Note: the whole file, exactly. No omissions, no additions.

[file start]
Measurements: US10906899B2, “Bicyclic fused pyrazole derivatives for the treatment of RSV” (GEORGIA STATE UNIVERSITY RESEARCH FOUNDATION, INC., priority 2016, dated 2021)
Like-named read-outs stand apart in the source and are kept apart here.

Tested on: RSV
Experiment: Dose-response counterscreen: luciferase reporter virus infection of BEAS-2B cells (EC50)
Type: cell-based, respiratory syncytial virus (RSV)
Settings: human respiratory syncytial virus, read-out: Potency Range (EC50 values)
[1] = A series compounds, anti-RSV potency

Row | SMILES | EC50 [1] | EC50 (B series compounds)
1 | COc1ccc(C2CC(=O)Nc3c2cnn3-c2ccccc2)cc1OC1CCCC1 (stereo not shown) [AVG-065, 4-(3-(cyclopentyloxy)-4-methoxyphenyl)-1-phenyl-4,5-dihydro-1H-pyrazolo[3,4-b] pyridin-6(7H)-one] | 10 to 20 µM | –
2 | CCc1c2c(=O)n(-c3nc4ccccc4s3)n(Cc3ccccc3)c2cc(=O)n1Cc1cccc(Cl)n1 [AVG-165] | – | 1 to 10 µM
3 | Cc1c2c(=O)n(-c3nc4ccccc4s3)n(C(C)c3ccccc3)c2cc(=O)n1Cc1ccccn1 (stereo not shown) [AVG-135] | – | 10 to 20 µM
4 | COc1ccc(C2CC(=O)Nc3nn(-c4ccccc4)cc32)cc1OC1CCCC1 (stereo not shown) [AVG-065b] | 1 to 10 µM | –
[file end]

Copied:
Measurements: US10906899B2, “Bicyclic fused pyrazole derivatives for the treatment of RSV” (GEORGIA STATE UNIVERSITY RESEARCH FOUNDATION, INC., priority 2016, dated 2021)
Like-named read-outs stand apart in the source and are kept apart here.

Tested on: RSV
Experiment: Dose-response counterscreen: luciferase reporter virus infection of BEAS-2B cells (EC50)
Type: cell-based, respiratory syncytial virus (RSV)
Settings: human respiratory syncytial virus, read-out: Potency Range (EC50 values)
[1] = A series compounds, anti-RSV potency

Row | SMILES | EC50 [1] | EC50 (B series compounds)
1 | COc1ccc(C2CC(=O)Nc3c2cnn3-c2ccccc2)cc1OC1CCCC1 (stereo not shown) [AVG-065, 4-(3-(cyclopentyloxy)-4-methoxyphenyl)-1-phenyl-4,5-dihydro-1H-pyrazolo[3,4-b] pyridin-6(7H)-one] | 10 to 20 µM | –
2 | CCc1c2c(=O)n(-c3nc4ccccc4s3)n(Cc3ccccc3)c2cc(=O)n1Cc1cccc(Cl)n1 [AVG-165] | – | 1 to 10 µM
3 | Cc1c2c(=O)n(-c3nc4ccccc4s3)n(C(C)c3ccccc3)c2cc(=O)n1Cc1ccccn1 (stereo not shown) [AVG-135] | – | 10 to 20 µM
4 | COc1ccc(C2CC(=O)Nc3nn(-c4ccccc4)cc32)cc1OC1CCCC1 (stereo not shown) [AVG-065b] | 1 to 10 µM | –